Two of my earlier paintings, “Special Guest” and “Surprise”, have been in my private collection since 2009. They are the 2nd and 3rd artworks in my journey to reach 100 paintings. Both are now on display for purchase at Boyd-Dunlop Gallery in Napier.

These paintings have a graphic feel which acknowledges my design school background. I was obsessed with light and shadows in this romantic series. My style has become more detailed over the years. It’s challenging to balance style and composition and keep the painting’s story on track.
Read the back story of Special Guest.


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Special Guest

2 Special guest Oil on canvas: 96 x 109 cm; 37.7 x 42.9 in

Not everything is as it seems with our flowers; according to several scientific reports, the calla lily is not a true lily, and this flower has a great back story.
In the language of flowers, calla lilies mean “beauty.” The name derives from the Greek word for beauty, kallos. This flower is also associated with faithfulness and purity.
The legend behind this meaning is that a man was in love with a woman who rejected him because he could not provide her with wealth or status. He proved his unwavering devotion by waiting for her outside her window daily, holding a single white calla lily to her as she passed by.
In ancient Greece, These flowers represented both death and resurrection. The Greeks would cut the stems from the ground, dip them into the water and place them in jars as they passed away. They believed that their souls would be carried by the flowers back to paradise when they died.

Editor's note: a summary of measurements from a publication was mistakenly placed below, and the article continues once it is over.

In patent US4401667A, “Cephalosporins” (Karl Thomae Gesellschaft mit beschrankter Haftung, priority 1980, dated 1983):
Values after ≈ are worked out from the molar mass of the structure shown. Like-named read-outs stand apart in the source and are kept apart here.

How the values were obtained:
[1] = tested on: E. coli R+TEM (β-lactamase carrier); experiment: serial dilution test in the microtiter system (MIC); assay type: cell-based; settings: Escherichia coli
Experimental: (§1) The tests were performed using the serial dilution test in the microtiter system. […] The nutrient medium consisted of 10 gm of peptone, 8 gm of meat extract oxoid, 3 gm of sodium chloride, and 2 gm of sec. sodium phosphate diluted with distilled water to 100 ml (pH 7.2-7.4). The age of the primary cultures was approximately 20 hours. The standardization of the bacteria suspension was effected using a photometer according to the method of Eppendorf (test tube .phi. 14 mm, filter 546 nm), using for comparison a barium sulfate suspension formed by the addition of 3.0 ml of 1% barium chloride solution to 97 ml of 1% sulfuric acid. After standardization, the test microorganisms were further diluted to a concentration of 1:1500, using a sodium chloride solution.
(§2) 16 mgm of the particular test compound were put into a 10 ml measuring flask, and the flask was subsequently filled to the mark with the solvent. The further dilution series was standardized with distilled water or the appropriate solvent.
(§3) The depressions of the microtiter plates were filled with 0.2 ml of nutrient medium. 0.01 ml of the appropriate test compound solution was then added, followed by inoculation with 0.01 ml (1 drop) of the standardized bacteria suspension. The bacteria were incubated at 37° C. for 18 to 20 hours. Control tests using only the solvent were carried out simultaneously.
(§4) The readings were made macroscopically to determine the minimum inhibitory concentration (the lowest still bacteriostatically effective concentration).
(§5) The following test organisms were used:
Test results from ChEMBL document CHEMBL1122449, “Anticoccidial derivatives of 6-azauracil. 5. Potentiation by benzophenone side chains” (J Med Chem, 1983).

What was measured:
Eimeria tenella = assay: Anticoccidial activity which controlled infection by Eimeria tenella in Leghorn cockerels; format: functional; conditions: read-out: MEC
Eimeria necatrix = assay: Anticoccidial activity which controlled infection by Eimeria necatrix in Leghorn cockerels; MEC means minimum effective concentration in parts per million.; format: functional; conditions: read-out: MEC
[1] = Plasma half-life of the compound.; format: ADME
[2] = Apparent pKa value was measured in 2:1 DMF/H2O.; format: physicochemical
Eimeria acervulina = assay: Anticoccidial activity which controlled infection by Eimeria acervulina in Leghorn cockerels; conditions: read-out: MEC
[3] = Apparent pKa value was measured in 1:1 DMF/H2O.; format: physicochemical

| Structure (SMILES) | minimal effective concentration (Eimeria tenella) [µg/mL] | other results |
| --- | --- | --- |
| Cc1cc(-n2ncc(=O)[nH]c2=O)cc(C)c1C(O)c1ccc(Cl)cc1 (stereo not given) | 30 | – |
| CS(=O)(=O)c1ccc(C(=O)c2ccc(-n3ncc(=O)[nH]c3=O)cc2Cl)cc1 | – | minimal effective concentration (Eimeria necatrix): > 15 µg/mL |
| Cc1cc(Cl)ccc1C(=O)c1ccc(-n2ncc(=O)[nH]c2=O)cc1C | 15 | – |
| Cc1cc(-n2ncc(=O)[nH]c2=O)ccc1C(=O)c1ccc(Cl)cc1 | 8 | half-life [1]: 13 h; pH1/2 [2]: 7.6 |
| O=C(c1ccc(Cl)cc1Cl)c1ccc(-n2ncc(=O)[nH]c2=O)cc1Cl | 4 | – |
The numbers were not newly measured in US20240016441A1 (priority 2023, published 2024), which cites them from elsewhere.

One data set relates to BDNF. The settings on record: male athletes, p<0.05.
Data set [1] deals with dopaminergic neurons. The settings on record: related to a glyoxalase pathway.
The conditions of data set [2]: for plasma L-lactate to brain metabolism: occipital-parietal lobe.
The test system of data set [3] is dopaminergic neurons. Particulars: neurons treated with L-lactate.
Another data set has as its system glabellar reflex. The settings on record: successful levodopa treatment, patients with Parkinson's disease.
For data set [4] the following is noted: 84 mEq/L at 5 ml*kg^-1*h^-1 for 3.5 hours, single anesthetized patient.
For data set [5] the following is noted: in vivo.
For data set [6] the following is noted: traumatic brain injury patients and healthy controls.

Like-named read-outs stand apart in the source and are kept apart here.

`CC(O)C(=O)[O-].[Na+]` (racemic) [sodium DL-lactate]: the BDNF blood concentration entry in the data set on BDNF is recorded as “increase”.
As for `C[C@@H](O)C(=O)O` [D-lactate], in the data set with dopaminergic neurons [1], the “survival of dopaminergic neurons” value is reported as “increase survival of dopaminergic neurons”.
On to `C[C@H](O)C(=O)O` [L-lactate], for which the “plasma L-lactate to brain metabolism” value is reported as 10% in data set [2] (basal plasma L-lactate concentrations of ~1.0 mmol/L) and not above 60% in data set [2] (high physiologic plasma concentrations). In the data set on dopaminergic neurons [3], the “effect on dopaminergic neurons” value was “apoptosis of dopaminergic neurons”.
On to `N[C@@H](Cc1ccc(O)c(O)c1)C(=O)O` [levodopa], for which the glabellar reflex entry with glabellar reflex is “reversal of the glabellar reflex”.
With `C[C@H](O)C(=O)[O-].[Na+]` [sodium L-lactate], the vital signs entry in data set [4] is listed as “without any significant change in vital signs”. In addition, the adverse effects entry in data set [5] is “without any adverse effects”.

So what’s really in the box?

Don’t let the truth get in the way of a good story.






3 surprise Oil on canvas: 96 x 120 cm; 37.4 x 47.2 in

Language can come in many forms. Although the most common way is through words, we also use body language and eye contact to express our feelings to others. Flowers have a language all their own, especially roses. Did you know that this classic flower can represent different feelings based on its colour? So, if you want to communicate love and not friendship—or vice versa—it’s best to know the various rose colour meanings so that your message comes through loud and clear.
Yellow roses symbolize friendship and joy. They are also used to represent feelings associated with warmth, delight, gladness, caring, and affection. In the Victorian era, yellow roses were used to communicate jealousy.
In the picture, why is the woman turning away from the man? Why are the roses yellow and not red. Did the same person bring the flowers and the ring, or are the flowers a symbolic reply to the ring?

Don’t let the truth get in the way of a good story.






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